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Government accepts recommendations from NHS pay review bodies 

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A graphic outlining the pay increases NHS staff will receive

The government has accepted the recommendations of the Independent Review Body on Doctors' and Dentists' Remuneration’s (DDRB).

The decision means that doctors in training (junior doctors) will receive a permanent pay increase of on average 8.8% - between 8.1% and 10.3% depending on where they are in their training

Pay scales for consultants will also increase by 6%, meaning starting basic full-time pay will increase from more than £88,300 to £93,600. Full-time equivalent basic pay for consultants will increase by around £6,300 on average.

Below is a fact sheet setting out further detail and the press release can be found here.

Health and Social Care Secretary Steve Barclay said:

“We hugely value the work of all NHS staff.

“That’s why we’re giving junior doctors, consultants and senior NHS staff a fair and reasonable pay rise as recommended by the independent pay review bodies.

“But it also balances the need to keep inflation in check while giving some staff significant pay increases.

“We’ve made it clear this pay award is not up for negotiation and urge those unions still in dispute with the government to end their strikes immediately.”

How much will junior doctors receive?

  • The national salary pay scales for junior doctors will increase by 6% plus a permanent £1,250 increase.
  • Pay for junior doctors will be increased by an average of around 8.8%. Pay will be uplifted by between 8.1% and 10.3% depending on where they are in their training
  • Average basic pay for a first year junior doctor will increase from £29,300 to £32,300 and for a junior doctor in core training with 3 years’ experience it will increase from £40,200 to £43,900.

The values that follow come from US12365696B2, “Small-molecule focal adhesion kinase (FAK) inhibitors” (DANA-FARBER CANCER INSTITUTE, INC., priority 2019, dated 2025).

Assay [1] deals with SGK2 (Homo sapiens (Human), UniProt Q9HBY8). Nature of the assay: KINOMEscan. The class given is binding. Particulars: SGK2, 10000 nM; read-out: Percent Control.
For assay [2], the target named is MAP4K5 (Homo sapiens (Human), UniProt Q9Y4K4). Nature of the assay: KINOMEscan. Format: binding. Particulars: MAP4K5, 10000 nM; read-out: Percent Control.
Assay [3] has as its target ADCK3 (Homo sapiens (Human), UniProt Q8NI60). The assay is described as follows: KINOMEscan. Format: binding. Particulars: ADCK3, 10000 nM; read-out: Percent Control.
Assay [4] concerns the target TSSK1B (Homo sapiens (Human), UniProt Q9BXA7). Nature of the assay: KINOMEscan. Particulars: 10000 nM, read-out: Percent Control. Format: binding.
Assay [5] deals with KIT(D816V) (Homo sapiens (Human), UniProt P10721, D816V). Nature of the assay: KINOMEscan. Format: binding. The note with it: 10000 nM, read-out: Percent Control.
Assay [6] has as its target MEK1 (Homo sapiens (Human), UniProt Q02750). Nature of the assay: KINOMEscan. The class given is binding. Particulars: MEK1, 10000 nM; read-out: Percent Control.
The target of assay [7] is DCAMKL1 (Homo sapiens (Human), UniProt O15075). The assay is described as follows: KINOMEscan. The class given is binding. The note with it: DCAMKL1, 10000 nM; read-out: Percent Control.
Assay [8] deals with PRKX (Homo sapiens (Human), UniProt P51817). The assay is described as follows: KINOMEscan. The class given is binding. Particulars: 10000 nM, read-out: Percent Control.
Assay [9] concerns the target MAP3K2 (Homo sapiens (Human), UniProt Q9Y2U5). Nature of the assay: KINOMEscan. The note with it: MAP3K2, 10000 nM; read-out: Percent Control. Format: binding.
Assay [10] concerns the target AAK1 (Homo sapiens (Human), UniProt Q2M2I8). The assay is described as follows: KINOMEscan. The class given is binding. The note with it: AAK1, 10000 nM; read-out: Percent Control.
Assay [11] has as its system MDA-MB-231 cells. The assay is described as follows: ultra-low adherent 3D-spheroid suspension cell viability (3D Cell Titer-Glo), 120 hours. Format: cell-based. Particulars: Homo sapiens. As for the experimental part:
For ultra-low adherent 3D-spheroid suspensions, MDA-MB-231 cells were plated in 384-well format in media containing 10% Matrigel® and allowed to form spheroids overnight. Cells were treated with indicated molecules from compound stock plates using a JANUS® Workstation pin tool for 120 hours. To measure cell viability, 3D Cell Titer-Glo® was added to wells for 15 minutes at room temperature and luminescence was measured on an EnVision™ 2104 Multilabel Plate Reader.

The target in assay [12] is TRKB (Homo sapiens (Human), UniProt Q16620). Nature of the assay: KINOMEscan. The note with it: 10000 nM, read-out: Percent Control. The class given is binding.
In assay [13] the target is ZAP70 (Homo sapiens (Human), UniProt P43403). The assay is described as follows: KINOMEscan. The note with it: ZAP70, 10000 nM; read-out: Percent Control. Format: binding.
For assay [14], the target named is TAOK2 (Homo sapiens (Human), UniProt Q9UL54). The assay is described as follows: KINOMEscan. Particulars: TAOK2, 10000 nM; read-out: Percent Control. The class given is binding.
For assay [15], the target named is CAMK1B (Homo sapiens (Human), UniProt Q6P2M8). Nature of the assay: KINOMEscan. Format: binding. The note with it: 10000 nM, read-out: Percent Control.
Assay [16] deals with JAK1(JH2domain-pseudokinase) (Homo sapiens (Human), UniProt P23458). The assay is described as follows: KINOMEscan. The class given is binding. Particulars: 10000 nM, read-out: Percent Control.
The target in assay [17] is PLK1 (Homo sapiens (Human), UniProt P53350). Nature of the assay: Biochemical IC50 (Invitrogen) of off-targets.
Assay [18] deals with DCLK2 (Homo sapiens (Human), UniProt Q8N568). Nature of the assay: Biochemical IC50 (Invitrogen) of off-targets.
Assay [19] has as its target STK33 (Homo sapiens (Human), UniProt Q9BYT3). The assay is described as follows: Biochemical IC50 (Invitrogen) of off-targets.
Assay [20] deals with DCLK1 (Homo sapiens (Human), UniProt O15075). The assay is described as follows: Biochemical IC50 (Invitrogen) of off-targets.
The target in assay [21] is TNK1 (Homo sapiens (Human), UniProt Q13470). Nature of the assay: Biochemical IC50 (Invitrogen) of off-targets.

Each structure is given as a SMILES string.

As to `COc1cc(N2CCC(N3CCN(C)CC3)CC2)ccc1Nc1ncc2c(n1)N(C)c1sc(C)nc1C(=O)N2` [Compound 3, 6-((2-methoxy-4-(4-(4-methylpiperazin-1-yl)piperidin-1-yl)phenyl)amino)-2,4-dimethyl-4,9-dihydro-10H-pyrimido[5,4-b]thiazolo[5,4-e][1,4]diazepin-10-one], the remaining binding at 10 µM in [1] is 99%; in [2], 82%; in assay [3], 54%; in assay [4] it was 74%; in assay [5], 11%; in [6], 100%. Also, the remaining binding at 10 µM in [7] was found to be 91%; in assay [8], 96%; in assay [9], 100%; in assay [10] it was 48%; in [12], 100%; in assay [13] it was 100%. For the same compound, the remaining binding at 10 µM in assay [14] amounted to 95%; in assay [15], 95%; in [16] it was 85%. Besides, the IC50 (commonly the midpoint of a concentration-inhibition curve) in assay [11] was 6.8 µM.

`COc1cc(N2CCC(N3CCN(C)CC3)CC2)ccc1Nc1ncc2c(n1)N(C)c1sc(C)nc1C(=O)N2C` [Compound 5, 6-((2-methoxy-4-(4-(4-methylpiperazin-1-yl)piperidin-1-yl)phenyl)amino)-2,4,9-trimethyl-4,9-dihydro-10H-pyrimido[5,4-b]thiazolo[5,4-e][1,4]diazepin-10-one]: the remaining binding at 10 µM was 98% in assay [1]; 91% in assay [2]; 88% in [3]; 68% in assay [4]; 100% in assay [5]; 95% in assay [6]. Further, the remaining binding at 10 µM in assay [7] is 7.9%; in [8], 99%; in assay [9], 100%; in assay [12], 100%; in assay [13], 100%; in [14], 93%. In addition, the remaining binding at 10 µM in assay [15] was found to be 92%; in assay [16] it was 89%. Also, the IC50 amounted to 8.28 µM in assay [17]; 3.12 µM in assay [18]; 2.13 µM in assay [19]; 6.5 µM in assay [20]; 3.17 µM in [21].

• Some staff will also benefit from performance pay, overtime, pay progression and pay rises from promotion, alongside the pay uplift.

Is the £1,250 cash increase a bonus or a one-off?

  • No. It’s a permanent increase for junior doctors, on top of the 6% increase.

How much will consultants and salaried GPs receive?

  • Pay scales for consultants will also increase by 6%, meaning starting basic full-time pay will increase from more than £88,300 to £93,600.
  • When that is taken with on-call payments and other activities, the average consultant’s NHS earnings are expected to increase to £134,000 a year.
  • For consultants and SAS doctors on pre-2021 contracts, this is on top of the 4.5% pay rise they received last year.
  • For Salaried GPs, the 6% increase will raise the minimum salary by around £3,900 and the maximum by around £5,900. The GP contract will be uplifted to provide a 6% uplift for all salaried general practice staff (including salaried GPs, nurses and admin).
  • Some staff will also benefit from performance pay, overtime, pay progression and pay rises from promotion, alongside the pay uplift.

Is the pay increase covering all salaried staff in general practice?

  • Yes.
  • The award is intended to cover all salaried practice staff not just salaried GPs. The total value of the award for salaried practice staff in 2023/24 is 6%. GP contractors are excluded as they are subject to a five-year investment agreement to 2023/24, which was agreed with the BMA in 2019.
  • In recognition of the unprecedented difference between the DDRB recommendation and the GP contract funding, subject to consultation, we intend on uplifting the GP practice contract to provide funding for an uplift for salaried general practice staff. We will consult the British Medical Association General Medical Committee shortly and communicate the details to practices in due course.

How much will dentists receive?